... turn people into indecisive, uncommitted masses of blubber completely ignorant and disrespectful to their immediate surroundings.

Nicely put.

And following on close to cell phones are...

"Walkmans", "iPods", "mp3" players, any or all drip-feeding tinny crap at mega-volumes turning the recipients' brains into unsociable gibbering mush...

Worse still is the even more tinny top-hat drum cymbals beat squeaking out and the zombie expression if you try talk to the poor victim.

Should we all learn sign language?

:-(

Cheers,
Martin

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Message 583293 - Posted: 7 Jun 2007, 22:41:23 UTC - in response to Message 582761.

when disaster strikes, I'd rather evolution chooses people who survived on their own merit rather than ones who called for help on their cell phone.

- Matt


Admitting to being a Social Darwinist?

I don't know about you, but I have to say that I'm in favour of 'interventions' such as medical technology (and similar) that has allowed me and others to remain in the gene pool, giving me and others the opportunity to positively contribute to human society - how successful I've been remains to be seen (I'm not dead yet and so I haven't quite finished).

I must admit that I have a CP that is kept close at hand for emergency purposes. I have used it once for that reason, I-5 north of LA en route to Avenue of Giants marathon, someone shot out a tire on the rear of the Bimmer.
I called raadside assist immediately thinking I had had a blow out. Shortly after a guy carying a tire iron was approaching my wife and I shouting "You need help" but didnt look really friendly. I figured we were about to be mugged. Fortunately the Emergency road help arrived and the guy turned around and ran.
CHIPS later confirmed the findings of the BMW dealer that the tire had not had a natural failure, but a .30 Cal. bullet hole. There had been a shooter working the area for about a week prior to our incident.
Since this event, I keep the CP and a .357 in the glove compartment. I am almost 70 now and beginning to feel a little vulnerable in todays society.


< eh Pilot - had a number of incidents similar to yours back when i lived in Los Angeles (been in NC since June 2003) and there are reports of shootings on the highways / Interstates here as well (recently) . . . drag they have to be in this Society and taking pot-shots @ unsuspecting drivers . . . mi thinks they should be *eradicated* PERIOD . . . i personally don't like these type characters remaining in our Society - so what to do is the Real Question . . .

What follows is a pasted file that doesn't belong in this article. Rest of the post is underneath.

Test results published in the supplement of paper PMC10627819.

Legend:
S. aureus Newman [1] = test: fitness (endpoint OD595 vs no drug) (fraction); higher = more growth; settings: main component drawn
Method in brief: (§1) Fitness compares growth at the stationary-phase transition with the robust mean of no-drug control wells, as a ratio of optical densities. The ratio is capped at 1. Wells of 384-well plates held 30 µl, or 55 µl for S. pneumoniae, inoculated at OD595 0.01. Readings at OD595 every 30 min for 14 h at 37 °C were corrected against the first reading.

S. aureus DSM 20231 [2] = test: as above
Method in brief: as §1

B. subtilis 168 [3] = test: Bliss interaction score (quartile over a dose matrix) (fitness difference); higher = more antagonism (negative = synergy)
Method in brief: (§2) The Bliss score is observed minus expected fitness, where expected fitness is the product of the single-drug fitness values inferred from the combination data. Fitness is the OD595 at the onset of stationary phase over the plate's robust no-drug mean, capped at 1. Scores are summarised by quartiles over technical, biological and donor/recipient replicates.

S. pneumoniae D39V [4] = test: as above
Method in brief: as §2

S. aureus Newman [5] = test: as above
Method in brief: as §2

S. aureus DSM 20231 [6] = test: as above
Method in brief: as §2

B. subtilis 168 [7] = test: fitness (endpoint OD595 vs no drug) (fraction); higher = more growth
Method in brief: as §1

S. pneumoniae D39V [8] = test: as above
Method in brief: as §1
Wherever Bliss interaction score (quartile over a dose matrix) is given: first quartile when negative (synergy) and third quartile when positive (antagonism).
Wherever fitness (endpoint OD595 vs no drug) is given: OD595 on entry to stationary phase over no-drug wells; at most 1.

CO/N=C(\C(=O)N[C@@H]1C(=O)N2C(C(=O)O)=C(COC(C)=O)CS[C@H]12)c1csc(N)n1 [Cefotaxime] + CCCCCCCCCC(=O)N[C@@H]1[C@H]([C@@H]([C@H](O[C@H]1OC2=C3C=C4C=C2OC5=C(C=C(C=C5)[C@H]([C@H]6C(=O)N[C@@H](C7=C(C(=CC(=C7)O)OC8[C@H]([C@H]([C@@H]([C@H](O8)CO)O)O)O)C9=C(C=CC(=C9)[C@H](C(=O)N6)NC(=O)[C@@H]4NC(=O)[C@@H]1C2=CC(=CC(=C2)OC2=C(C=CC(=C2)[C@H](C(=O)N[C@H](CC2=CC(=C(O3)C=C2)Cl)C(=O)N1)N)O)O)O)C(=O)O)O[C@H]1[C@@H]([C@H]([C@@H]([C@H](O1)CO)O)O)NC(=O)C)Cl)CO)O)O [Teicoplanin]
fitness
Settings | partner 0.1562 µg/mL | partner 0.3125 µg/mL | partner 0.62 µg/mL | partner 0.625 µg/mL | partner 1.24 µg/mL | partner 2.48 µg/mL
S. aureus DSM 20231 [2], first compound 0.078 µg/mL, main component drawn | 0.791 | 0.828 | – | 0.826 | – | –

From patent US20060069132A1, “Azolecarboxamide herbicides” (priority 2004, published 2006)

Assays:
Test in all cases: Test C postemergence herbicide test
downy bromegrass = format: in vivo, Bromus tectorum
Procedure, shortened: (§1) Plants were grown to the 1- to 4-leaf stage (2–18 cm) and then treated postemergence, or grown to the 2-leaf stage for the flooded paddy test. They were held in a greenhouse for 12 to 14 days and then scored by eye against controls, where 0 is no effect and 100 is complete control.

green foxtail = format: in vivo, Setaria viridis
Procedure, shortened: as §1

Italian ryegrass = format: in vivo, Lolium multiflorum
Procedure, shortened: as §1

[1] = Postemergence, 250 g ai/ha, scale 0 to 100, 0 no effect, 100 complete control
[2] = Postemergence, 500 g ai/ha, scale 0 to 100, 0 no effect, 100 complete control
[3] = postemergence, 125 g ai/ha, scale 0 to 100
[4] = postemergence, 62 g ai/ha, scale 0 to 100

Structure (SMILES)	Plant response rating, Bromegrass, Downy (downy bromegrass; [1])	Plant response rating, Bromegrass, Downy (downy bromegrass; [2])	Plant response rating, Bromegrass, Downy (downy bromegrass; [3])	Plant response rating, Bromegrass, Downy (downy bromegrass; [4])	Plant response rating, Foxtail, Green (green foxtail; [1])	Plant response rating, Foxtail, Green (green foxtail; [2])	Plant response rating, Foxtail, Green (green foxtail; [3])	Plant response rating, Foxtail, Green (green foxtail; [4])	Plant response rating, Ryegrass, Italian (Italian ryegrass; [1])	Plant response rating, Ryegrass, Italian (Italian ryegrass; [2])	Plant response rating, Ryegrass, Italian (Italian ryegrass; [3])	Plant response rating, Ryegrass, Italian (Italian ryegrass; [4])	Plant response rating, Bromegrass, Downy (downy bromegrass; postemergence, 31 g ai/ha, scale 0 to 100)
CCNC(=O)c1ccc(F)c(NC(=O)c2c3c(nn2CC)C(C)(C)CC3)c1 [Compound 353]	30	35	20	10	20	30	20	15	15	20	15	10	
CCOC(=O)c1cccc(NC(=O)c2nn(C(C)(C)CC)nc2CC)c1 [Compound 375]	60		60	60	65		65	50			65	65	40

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Message 583356 - Posted: 7 Jun 2007, 23:35:31 UTC

The cell phone / text msg craze does have a down side. I returned to the campus where I went to college 30 some years ago, and was somewhat disappointed. The college green, once a great meeting/socializing area was now basically deserted. Instead of groups of people conversing, there were individuals talking or texting on cell phones and ignoring everyone else.

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Message 583440 - Posted: 8 Jun 2007, 2:08:59 UTC - in response to Message 582399.
Last modified: 8 Jun 2007, 2:14:41 UTC


Personally I think that the "technical reasons" that the FCC cited - viz. interference with aircraft operational frequencies, are a crock - CP's operate on the 850-900 Mhz band - and there is nothing that civilian aircraft use that operates anywhere near that band! (radar is up in the 2.5 Ghz range, radio communications are down in the 120 Mhz area [AM, BTW] and navigation is all over the place, depending on which system you're talking about... but none are near 850-900 Mhz!) (Mhz= MegaHertz, Ghz= GigaHertz. 1 Hertz = 1 cycle per second)


Wrong.

For cellphones there are 4 bands in use: GSM 850, 900, 1800, 1900 MHz!
But not only these bands are important. Think about resonance, interference and more of these things. That's one of the reasons that in hospitals CP's are not allowed. Not even in standby mode! On high care units and intensive care units CP's can disturb the high sensitive equipement. And that can cost someone his/her life!

Paul


-Still - none of those frequencies are close to the bands civilian aircraft use! Nor are the second, third, or fourth overtones of those bands... (respectively, 2,3, and 4x the primary frequency - typically, on radio, the odd overtones are stronger than even ones...) There may be "image" problems, granted, but a properly designed superheterodyne receiver only has two of those to worry about. (one over, and one under the primary reception frequency...) (and the FAA can insist on a properly designed receiver!)